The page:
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This is the second one I'm trying, so it's either me or something else is up. When I connect any of my LAN devices directly to our cable modem, the speeds are perfect. No latency, no packet loss and we reach or cable providers advertised up/down Mbit/s capacity. As soon as I put a wireless router (Linksys WRT54GL) into the mix, everything just goes to crap. I mean I can honestly still surf the web, but speeds are completely impeded on, latency goes up.. I can barely break 50kb/s at times... I'm just running the stock firmware and everything. Anyone have suggestions on how to improve this experience?

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closed as off topic by Sam Jan 19 '12 at 11:33

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Have you tried another router? Could be a faulty wireless router. Also, this would be better suited to superuser –  Sam Dec 16 '09 at 15:18
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Friends don't let friends run stock firmware on their routers. –  Ryan Bolger Dec 16 '09 at 16:50

4 Answers 4

up vote 3 down vote accepted

Is the router new or used. Because it may be broadcasting too much junk into the network. Check the settings of the router and see if you can maybe clean it up or do a factory flash, also maybe update the firmware to see what can be done to fix the issue. That may do it.

How are you tracking the traffic locally on your network?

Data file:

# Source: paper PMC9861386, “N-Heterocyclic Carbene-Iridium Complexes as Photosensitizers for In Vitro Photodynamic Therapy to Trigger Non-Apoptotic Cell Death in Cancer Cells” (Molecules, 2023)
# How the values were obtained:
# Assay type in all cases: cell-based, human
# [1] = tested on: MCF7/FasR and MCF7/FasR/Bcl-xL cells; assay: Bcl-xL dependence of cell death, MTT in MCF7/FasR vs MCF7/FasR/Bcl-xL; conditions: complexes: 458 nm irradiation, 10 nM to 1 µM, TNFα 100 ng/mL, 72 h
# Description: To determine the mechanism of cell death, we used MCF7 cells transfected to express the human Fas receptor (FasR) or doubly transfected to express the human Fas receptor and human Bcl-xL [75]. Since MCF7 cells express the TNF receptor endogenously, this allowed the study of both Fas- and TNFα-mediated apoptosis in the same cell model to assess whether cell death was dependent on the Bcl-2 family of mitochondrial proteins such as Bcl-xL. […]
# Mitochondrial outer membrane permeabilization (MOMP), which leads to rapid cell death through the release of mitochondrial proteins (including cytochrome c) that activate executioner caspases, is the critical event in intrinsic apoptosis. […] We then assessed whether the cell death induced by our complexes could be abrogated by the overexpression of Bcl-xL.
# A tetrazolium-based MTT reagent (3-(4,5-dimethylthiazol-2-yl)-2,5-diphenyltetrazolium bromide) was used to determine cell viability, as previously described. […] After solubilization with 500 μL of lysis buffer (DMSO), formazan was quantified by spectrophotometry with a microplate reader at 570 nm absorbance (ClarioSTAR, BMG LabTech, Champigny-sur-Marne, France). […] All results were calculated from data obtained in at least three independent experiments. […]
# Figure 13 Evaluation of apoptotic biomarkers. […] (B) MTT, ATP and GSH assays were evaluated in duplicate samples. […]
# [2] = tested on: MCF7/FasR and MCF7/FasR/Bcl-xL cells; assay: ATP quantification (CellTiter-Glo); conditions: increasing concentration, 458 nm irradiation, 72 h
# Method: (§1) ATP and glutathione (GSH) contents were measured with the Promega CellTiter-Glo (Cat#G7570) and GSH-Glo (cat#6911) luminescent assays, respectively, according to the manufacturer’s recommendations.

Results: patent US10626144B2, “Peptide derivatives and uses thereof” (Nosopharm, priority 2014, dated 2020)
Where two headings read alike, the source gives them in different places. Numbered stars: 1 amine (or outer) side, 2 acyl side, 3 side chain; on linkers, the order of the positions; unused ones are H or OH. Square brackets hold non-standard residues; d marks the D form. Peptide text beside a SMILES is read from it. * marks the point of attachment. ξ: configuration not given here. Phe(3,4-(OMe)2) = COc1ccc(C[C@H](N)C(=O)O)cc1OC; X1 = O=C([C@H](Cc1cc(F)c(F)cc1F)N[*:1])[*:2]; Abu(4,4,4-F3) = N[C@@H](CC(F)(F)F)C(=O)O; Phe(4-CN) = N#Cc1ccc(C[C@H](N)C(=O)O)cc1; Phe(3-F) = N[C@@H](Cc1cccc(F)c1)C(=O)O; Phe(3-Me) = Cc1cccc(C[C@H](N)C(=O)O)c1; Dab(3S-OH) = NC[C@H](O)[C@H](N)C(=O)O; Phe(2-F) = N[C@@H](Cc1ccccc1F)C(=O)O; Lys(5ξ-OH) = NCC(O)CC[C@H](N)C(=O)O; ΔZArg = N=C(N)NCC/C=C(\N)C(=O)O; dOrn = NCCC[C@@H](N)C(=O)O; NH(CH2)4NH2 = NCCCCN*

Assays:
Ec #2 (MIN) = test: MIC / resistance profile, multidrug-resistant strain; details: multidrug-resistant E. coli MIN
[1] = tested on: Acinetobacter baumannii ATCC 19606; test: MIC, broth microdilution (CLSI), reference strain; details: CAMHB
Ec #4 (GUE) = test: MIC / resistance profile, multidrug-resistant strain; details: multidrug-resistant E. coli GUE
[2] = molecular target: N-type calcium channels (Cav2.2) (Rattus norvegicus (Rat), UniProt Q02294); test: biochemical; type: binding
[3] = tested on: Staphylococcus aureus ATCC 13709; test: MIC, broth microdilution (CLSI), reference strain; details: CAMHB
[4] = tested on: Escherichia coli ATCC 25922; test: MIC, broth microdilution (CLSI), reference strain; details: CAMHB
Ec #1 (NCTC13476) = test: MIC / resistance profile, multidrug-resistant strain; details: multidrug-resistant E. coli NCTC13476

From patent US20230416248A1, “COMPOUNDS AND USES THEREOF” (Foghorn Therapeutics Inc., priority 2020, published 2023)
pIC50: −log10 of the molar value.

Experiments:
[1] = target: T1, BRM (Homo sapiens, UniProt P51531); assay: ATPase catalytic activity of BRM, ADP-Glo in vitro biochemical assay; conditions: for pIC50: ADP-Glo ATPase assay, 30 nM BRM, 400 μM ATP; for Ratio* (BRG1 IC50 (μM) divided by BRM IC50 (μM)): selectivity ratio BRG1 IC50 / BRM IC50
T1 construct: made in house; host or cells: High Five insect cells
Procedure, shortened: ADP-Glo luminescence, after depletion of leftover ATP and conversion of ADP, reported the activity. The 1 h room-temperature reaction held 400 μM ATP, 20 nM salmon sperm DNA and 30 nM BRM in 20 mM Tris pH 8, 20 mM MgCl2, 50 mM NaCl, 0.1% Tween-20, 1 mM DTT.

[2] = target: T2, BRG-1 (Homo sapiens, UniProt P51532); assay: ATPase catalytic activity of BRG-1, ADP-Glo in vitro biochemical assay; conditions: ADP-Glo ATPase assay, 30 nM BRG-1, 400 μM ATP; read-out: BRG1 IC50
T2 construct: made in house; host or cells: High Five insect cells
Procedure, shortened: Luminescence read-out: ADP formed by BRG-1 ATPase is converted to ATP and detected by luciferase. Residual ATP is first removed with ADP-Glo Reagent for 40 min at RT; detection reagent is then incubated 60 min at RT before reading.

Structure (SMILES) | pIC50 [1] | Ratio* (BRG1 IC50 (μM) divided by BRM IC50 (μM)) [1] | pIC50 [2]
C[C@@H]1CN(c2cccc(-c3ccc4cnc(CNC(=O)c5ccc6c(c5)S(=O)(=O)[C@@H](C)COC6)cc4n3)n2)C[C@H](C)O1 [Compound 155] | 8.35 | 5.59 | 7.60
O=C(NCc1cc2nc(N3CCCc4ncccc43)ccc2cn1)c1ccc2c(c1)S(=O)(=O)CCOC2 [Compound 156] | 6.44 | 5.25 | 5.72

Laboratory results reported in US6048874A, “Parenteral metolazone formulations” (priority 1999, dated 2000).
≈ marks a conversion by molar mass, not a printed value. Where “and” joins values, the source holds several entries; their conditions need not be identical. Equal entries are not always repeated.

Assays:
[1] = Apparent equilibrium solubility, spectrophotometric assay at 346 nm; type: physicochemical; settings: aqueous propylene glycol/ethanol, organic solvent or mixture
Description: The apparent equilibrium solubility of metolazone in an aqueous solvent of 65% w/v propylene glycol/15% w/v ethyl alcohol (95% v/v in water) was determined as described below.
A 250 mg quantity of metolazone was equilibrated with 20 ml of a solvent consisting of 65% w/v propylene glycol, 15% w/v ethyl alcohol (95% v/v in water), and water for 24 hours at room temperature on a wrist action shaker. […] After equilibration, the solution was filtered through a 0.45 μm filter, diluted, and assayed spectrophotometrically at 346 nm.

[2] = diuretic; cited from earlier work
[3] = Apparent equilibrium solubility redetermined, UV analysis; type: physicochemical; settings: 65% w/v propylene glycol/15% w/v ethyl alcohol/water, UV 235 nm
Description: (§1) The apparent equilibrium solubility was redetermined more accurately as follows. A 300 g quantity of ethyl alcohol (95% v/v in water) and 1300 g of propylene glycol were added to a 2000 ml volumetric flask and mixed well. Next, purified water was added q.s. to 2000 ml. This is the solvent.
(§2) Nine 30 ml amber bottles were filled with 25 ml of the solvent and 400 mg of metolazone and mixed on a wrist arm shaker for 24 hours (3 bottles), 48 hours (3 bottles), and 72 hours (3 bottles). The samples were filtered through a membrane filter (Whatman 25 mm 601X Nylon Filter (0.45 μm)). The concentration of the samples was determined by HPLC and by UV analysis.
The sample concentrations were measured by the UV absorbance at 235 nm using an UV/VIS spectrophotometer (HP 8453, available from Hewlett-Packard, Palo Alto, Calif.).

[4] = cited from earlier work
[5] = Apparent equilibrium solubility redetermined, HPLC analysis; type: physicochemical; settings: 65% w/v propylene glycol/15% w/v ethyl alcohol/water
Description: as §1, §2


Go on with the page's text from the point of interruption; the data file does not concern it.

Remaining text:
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I second the "upgrade firmware" idea. The time to market on these devices (and their updates) is so small, they can't perfect the firmware before it ships and they know the can update it in the field. –  David Smith Dec 16 '09 at 15:22

This sounds like a routing loop to me. Have you tried disabling wifi and only plugging in one device? Do you have a VPN configured on any of your machines?

Wireshark may help you...

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DD-WRT worked wonders on my linksys router of the same type. If you are linuxy at all you might take a look at it. You have a prime model for the open-source firmware.

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Does this slowdown happen immediately or after it has been up for a while? These routers are know to have problems with too-small NAT tables that get filled up when you have a lot of connections. You will almost certainly trigger this if you run bittorrent, but it can also be triggered by anything else that opens a lot of connections.

The best solution, if this is the case, is to install third-party firmware like Tomato or DD-WRT, or somehow limit the simultaneous connections your network generates

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